Project Stories and Updates
Wrap around care for youth injured by violence:
Injury by violence is the fourth cause of death and the leading reason for a youth to visit an emergency department (ED) in Canada. In Winnipeg, 20% of youth who visit an ED with an injury due to violence have a second visit for a subsequent violent injury within 1 year. Youth injured by violence are in a reflective and receptive state of mind, rendering the ED setting appropriate for intervention.
This protocol describes a wraparound care model delivered by a support worker with lived experience with violence, supported by social workers and links to multiple community partners. Support workers will be on call 24 hours a day, 7 days a week in order to start the intervention in the ED and take advantage of the 'teachable moment'. The protocol is of a pilot randomised control trial to assess the feasibility of a randomised control trial designed to assess efficacy. For the pilot trial, we will assess recruitment, treatment fidelity, participant adherence and safety. The intervention arm will receive wraparound care initiated at the time of their visit for injury due to violence. The control arm will receive standard care. We will use an adapted preconsent randomisation methodology. This intervention has been developed using an integrated knowledge translation approach.
Following the intervention, favourable results such as substance use cessation, increased engagement in education and decreased involvement in the justice system were noted by community partners, clinicians and decision makers during the study and are highlighted in a short video. To watch the video, please visit https://youtu.be/uxmns_Y-GUc.
PATHS Equity for Children Research Grant
As a part of the PATHS Equity for Children, 5-year (2011-2016) CIHR Programmatic Research grant, CHI’s Evaluation Platform is leading a qualitative analysis on “Understanding the Mechanisms of Inequity”. The Platform has specifically undertaken two case studies: one on the effect of InSchool Teen Clinics on the rates of pregnancy and sexually transmitted infections and the other on the effect of the Healthy Baby Prenatal (HBP) Benefit. The Healthy Baby benefit allows families with low income afford a healthy diet and lifestyle during pregnancy.
The objective of this research is to understand how the HBPbenefit and in-school Teen Clinics address socioeconomic gaps.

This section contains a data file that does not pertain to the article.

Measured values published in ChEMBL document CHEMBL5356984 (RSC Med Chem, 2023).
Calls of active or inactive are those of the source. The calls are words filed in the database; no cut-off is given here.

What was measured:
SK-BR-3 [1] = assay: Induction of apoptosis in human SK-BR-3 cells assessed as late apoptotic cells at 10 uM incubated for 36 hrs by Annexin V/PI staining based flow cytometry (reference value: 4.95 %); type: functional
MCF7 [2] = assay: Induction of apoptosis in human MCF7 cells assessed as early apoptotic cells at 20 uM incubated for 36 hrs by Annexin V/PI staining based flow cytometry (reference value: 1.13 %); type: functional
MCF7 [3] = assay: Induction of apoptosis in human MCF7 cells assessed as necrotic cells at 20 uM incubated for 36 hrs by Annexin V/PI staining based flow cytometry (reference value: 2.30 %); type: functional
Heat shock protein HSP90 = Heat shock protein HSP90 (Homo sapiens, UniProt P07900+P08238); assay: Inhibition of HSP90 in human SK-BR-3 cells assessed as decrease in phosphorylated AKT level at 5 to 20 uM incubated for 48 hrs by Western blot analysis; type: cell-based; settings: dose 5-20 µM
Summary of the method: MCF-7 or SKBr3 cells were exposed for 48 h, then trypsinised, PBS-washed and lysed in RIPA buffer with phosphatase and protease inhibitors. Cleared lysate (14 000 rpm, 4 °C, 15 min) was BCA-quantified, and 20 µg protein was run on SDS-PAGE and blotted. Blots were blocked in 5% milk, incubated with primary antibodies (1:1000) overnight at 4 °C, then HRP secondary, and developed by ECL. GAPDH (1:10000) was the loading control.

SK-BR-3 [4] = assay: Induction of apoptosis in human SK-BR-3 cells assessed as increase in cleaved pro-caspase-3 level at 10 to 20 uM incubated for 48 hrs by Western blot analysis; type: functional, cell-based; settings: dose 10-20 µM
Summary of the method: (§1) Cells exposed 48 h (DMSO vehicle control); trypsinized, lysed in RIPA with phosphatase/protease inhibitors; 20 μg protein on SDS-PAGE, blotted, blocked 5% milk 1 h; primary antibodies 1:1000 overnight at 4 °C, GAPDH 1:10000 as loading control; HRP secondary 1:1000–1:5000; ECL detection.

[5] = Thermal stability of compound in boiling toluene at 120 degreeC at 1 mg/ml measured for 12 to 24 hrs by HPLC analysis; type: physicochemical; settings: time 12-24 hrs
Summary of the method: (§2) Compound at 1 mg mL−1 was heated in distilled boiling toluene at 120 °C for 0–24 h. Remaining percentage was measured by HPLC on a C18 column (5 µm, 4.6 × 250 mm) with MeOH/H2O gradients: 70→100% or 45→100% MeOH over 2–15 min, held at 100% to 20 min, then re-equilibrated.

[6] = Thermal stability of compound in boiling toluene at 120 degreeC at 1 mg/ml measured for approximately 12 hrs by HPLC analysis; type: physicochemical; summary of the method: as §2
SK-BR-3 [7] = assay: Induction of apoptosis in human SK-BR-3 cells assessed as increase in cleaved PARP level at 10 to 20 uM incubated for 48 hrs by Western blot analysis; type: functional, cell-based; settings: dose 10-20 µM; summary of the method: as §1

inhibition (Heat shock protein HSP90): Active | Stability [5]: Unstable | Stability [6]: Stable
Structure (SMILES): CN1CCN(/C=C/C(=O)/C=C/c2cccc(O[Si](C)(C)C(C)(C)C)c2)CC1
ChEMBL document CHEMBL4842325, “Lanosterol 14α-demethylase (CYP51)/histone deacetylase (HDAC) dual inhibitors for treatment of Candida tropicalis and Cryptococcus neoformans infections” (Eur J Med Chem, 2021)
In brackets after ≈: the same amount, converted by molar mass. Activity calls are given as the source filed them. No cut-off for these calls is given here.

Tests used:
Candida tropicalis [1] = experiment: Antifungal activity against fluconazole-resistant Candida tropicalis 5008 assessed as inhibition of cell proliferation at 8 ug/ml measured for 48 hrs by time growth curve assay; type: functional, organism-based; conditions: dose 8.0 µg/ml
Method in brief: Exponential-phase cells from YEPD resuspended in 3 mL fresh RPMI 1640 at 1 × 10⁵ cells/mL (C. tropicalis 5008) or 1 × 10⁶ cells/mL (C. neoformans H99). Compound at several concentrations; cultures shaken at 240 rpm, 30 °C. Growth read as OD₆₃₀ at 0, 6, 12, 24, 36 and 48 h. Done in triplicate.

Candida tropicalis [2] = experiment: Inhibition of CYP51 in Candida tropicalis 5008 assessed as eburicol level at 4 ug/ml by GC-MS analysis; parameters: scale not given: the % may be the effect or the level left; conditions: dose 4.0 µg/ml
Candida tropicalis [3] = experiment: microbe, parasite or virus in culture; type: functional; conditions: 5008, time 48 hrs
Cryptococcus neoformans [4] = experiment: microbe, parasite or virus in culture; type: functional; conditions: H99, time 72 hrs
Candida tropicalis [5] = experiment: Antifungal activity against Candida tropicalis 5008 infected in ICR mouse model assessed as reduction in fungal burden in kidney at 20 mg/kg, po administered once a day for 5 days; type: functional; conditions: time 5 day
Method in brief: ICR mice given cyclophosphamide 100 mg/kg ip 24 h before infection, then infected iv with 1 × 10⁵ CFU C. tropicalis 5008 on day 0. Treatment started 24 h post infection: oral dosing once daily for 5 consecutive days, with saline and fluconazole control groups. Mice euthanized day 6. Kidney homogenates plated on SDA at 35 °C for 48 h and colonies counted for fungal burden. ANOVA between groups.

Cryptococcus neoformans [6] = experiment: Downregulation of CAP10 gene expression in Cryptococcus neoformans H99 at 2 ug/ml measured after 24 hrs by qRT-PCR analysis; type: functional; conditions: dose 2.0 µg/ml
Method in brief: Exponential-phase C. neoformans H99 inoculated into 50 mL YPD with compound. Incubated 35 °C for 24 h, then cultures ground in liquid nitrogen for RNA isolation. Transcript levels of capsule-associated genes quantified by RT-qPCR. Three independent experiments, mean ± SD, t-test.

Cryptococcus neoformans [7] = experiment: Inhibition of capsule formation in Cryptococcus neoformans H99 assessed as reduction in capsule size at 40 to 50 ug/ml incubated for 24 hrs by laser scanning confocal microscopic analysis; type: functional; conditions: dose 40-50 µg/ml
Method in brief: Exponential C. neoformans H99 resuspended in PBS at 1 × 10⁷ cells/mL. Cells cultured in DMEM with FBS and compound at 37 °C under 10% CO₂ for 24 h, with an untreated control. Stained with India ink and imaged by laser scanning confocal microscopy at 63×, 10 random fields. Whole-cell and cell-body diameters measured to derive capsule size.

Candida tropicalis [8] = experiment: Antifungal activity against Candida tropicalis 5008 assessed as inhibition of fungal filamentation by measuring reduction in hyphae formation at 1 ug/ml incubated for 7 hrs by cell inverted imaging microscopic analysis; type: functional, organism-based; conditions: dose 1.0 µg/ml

Preliminary findings of this study suggest that there are several barriers and facilitators to applying the HBP benefit. The HBPB use their benefits for healthy pregnancy foods, baby supplies, personal items, paying bills and to prepare for the baby by focusing on the future needs of the infant.
The Evaluation platform along with the MCHP interviewed 21 key Informants;10 front line practitioners physicians, nurse practitioners, nurses, medical assistant; 11 policy/decision makers managers, policy consultants, decision makers from each of the 23 in-school Teen Clinics across the province to understand the rates of pregnancy and STI’s in teenagers. Early findings of this study suggest that in-school Teen Clinics empower youth to make informed decisions around their health and cultivate skills in navigating health services. Facilitators and challenges to implementation of this intervention are currently being identified.
Centre on Aging Fellowship 2016-2017
Kathryn Sibley has been awarded the Centre on Aging Fellowship for her aging-related work on balance exercise and fall prevention. As a Research Affiliate with the Centre on Aging, she has presented her work as an invited speaker for the Centre on Aging Research Seminar Series in January 2016, and is a member of the planning committee for the 2016 Centre on Aging Spring Research Symposium, during which she will also be presenting her work on measurement and best practices in balance exercise and fall prevention.
Digital Health Innovations
With the broad adoption of digital gadgets among patients and healthcare providers and the mounting number of mobile health apps, the question is whether and to what extent this trend is impacting healthcare. This is why it is so important to evaluate digital health evidence. Funded by the Canadian Institutes for Health Research, a CHI team led by Xibiao Ye and Colleen Metge examined how digital health innovations improve mental health services for children and adolescents. The team has found that: (i) digital mental health interventions reduce mental health problems such as anxiety symptom severity by 50%; (2) user’s satisfaction with this new type of intervention is generally moderate to high; and (3) digital health trials face unique methodological challenges associated with online use behaviors such as anonymity.